It is your bike to decide if you want to try so you save ...... what exactly?
If running the factory spec 2 years/12000 mile life and use the more expensive oem that would cost you about $80 per year. Aftermarket belts would be about $40 per year. If you run 3 years as i do thats $53 for oem and $26 for aftermarket.

I fix bikes that break for a living, it is ALWAYS cheaper to maintain than repair. I use aftermarket belts and have no second thoughts on throwing them away with less than 3000 miles on them after 3 years. Just a guess but RockAz probably paid more to repair than the cost of either belts. If the belt life is too much of a burden I might suggest a nice SV650, Ninja 650 or the new Aprilia 660.
 

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Paid more for the repair of broken belts than the original purchase price of the bike.

I had purchased the belts, and was in the process of acquiring the tools to check the valves when I decided to ride it to work everyday for a week. Those belts looked new, no cracks or fading color. Probably adjusted too tight, I didn't check that as they were coming off as soon as I got the tools.
 

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Does Ducati currently recommend that you change belts that are two years old that have seen only 1000 miles. No.

Gates, the belt manufacture says EIGHT YEARS:

View attachment 995135
That 8 year reference is for belt storage, not in use for 8 years. And that Gates memo appears to be for a belt used in place of a chain as a belt drive bike like a Diavel or Harley, not related to a cam timing belt. I personally don't think anyone should be running their bikes with 8 year old cam timing belts ...you're just asking for a blown engine.
 
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That 8 year reference is for belt storage, not in use for 8 years. And that Gates memo appears to be for a belt used in place of a chain as a belt drive bike like a Diavel or Harley, not related to a cam timing belt. I personally don't think anyone should be running their bikes with 8 year old cam timing belts ...you're just asking for a blown engine.
No one is saying you should run a Ducati timing belt for eight years.

The question was if a two year old belt that has run 1,000 miles should be changed based on time only.

The Gates Tech Memo indicates that their synchronous (timing, i.e. toothed) belts properly stored — even if mounted on its drive — will be good for eight years

What it means that if a new bike is properly stored for a time longer than the Ducati recommended belt change interval, the belts will provide full service for the full Ducati service interval once the bike is used.

So, what about a bike that has been run for 100 mile in two years? For 500 miles?

You have to use your common sense here.
 

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Can't imagine there would be much wear at all after 2 years and 1,000 miles. The belts I changed on my Diavel earlier in the year had 5 years and 20,000 miles on them and they looked practically brand new. Not single crack or loose fiber on either of them...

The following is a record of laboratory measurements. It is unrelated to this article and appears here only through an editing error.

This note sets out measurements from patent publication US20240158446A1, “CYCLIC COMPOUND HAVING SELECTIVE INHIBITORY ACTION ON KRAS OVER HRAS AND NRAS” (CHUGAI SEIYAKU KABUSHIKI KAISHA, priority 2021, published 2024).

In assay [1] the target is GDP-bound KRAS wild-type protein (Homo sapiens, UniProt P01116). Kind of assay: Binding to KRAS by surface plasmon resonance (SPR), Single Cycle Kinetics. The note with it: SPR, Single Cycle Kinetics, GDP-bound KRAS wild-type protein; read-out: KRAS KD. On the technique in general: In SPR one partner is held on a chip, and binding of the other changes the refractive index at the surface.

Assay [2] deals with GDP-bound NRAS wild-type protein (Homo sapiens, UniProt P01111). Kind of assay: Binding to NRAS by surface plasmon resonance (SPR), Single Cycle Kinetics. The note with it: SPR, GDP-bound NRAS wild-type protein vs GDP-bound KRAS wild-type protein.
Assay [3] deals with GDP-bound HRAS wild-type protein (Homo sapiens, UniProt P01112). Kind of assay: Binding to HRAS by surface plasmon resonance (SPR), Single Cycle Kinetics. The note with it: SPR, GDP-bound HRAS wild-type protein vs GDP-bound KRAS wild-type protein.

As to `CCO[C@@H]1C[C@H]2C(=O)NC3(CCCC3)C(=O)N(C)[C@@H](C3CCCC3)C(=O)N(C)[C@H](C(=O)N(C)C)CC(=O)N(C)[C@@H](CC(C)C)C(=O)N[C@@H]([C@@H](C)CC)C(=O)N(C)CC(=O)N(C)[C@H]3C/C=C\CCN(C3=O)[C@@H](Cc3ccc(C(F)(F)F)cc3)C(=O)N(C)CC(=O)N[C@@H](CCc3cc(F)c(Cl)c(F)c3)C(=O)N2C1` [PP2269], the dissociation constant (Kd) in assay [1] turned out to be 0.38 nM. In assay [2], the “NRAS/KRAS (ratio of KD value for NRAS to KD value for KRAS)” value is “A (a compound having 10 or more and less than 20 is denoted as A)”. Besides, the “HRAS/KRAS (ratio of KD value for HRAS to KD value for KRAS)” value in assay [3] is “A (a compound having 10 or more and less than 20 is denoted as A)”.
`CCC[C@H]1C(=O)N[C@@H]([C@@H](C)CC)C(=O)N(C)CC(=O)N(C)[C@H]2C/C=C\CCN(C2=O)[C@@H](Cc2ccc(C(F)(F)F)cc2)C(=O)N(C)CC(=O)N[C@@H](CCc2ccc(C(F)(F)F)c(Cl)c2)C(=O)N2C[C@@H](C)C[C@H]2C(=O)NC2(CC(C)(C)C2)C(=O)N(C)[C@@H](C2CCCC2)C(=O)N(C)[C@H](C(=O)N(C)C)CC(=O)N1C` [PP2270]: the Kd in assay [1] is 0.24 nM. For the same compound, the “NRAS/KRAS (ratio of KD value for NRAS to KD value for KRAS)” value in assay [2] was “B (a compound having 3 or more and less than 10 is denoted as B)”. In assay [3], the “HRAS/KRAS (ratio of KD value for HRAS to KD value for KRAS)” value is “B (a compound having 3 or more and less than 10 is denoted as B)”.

Bought my bike with very low mile but 6 year old belts, I finally changed them and the was no cracks wear or fraying. I used the Exactfit brand as they claim 5 years. Heat destroys everything so just time would not scare me to change then 6 based on my old belts. that 2 year number has safety buffet in that. Riding in heat and high miles.. Sure change them more.
 

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Just to point out, the Gates memo doesn't say 8 years. Read the 2nd last para; it says this issue (alone) is irrelevant for synchronous belts, as we are talking about here. It mentions other irrelevant issues such as cog rusting. And expresses potential concern around taking a set, which is where extended high ambient temp in STORAGE could come into it. They mention 6 months unused as appropriate to pull tension off to avoid the issue. But this is the 'dust laden, found it in a farm shed' scenario. For everyone else, ANY start moves them to a different position, and this issue becomes of little consequence.

Being a BE (Mech) engr this issue is of some interest and I had an email exchange with Gates a few years ago. They said that, once they went to kevlar belts, time based changing became much less relevant. This was at least 10 years ago. He said inspection based replacement, with particular attention to any cracking at root of the teeth, was entirely appropriate. Personally, I routinely run belts out past 5 years on a 4V, and they do show a bit of edge wear but nothing else, typically 50,000km, was more back when I was talking to Gates.

Make your own decisions, but please do relegate canvas reinforced belt scare stories to the annals of history where they belong, and stop trotting them out like they have some relevance to modern machinery...